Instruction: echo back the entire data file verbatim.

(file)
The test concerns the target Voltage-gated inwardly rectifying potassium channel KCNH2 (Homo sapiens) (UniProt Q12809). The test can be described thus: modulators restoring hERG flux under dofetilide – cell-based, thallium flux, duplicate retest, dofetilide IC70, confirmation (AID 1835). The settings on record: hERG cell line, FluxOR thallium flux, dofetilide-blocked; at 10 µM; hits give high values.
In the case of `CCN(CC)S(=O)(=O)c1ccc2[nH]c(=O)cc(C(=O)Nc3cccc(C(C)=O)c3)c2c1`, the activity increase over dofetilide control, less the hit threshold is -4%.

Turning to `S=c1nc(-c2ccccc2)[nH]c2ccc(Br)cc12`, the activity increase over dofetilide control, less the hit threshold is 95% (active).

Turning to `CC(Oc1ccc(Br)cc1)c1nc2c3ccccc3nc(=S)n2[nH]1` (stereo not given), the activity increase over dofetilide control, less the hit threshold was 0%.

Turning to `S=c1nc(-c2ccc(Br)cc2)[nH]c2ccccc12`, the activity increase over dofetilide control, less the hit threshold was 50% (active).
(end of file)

The test concerns the target Voltage-gated inwardly rectifying potassium channel KCNH2 (Homo sapiens) (UniProt Q12809). The test can be described thus: modulators restoring hERG flux under dofetilide – cell-based, thallium flux, duplicate retest, dofetilide IC70, confirmation (AID 1835). The settings on record: hERG cell line, FluxOR thallium flux, dofetilide-blocked; at 10 µM; hits give high values.
In the case of `CCN(CC)S(=O)(=O)c1ccc2[nH]c(=O)cc(C(=O)Nc3cccc(C(C)=O)c3)c2c1`, the activity increase over dofetilide control, less the hit threshold is -4%.

Turning to `S=c1nc(-c2ccccc2)[nH]c2ccc(Br)cc12`, the activity increase over dofetilide control, less the hit threshold is 95% (active).

Turning to `CC(Oc1ccc(Br)cc1)c1nc2c3ccccc3nc(=S)n2[nH]1` (stereo not given), the activity increase over dofetilide control, less the hit threshold was 0%.

Turning to `S=c1nc(-c2ccc(Br)cc2)[nH]c2ccccc12`, the activity increase over dofetilide control, less the hit threshold was 50% (active).